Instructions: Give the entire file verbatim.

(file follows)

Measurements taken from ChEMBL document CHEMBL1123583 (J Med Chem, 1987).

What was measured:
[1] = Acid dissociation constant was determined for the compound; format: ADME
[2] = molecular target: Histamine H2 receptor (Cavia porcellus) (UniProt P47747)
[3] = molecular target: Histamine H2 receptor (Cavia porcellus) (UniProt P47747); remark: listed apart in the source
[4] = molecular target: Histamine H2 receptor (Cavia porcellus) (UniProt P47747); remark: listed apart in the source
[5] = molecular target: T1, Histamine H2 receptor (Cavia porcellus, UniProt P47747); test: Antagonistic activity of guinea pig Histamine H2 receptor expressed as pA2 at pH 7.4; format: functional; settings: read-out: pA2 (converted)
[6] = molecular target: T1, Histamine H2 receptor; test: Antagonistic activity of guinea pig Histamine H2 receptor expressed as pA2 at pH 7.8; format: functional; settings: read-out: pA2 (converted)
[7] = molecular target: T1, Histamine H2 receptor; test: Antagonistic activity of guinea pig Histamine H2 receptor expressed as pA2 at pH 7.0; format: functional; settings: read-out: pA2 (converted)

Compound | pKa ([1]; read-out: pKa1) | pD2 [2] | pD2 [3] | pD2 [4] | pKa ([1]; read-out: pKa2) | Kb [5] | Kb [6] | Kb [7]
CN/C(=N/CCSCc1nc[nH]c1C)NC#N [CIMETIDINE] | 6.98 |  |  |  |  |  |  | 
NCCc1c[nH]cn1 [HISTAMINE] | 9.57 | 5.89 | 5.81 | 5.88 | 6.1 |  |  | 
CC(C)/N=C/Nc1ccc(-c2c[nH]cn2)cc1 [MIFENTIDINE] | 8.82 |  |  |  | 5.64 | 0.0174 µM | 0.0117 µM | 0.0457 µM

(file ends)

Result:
Measurements taken from ChEMBL document CHEMBL1123583 (J Med Chem, 1987).

What was measured:
[1] = Acid dissociation constant was determined for the compound; format: ADME
[2] = molecular target: Histamine H2 receptor (Cavia porcellus) (UniProt P47747)
[3] = molecular target: Histamine H2 receptor (Cavia porcellus) (UniProt P47747); remark: listed apart in the source
[4] = molecular target: Histamine H2 receptor (Cavia porcellus) (UniProt P47747); remark: listed apart in the source
[5] = molecular target: T1, Histamine H2 receptor (Cavia porcellus, UniProt P47747); test: Antagonistic activity of guinea pig Histamine H2 receptor expressed as pA2 at pH 7.4; format: functional; settings: read-out: pA2 (converted)
[6] = molecular target: T1, Histamine H2 receptor; test: Antagonistic activity of guinea pig Histamine H2 receptor expressed as pA2 at pH 7.8; format: functional; settings: read-out: pA2 (converted)
[7] = molecular target: T1, Histamine H2 receptor; test: Antagonistic activity of guinea pig Histamine H2 receptor expressed as pA2 at pH 7.0; format: functional; settings: read-out: pA2 (converted)

Compound | pKa ([1]; read-out: pKa1) | pD2 [2] | pD2 [3] | pD2 [4] | pKa ([1]; read-out: pKa2) | Kb [5] | Kb [6] | Kb [7]
CN/C(=N/CCSCc1nc[nH]c1C)NC#N [CIMETIDINE] | 6.98 |  |  |  |  |  |  | 
NCCc1c[nH]cn1 [HISTAMINE] | 9.57 | 5.89 | 5.81 | 5.88 | 6.1 |  |  | 
CC(C)/N=C/Nc1ccc(-c2c[nH]cn2)cc1 [MIFENTIDINE] | 8.82 |  |  |  | 5.64 | 0.0174 µM | 0.0117 µM | 0.0457 µM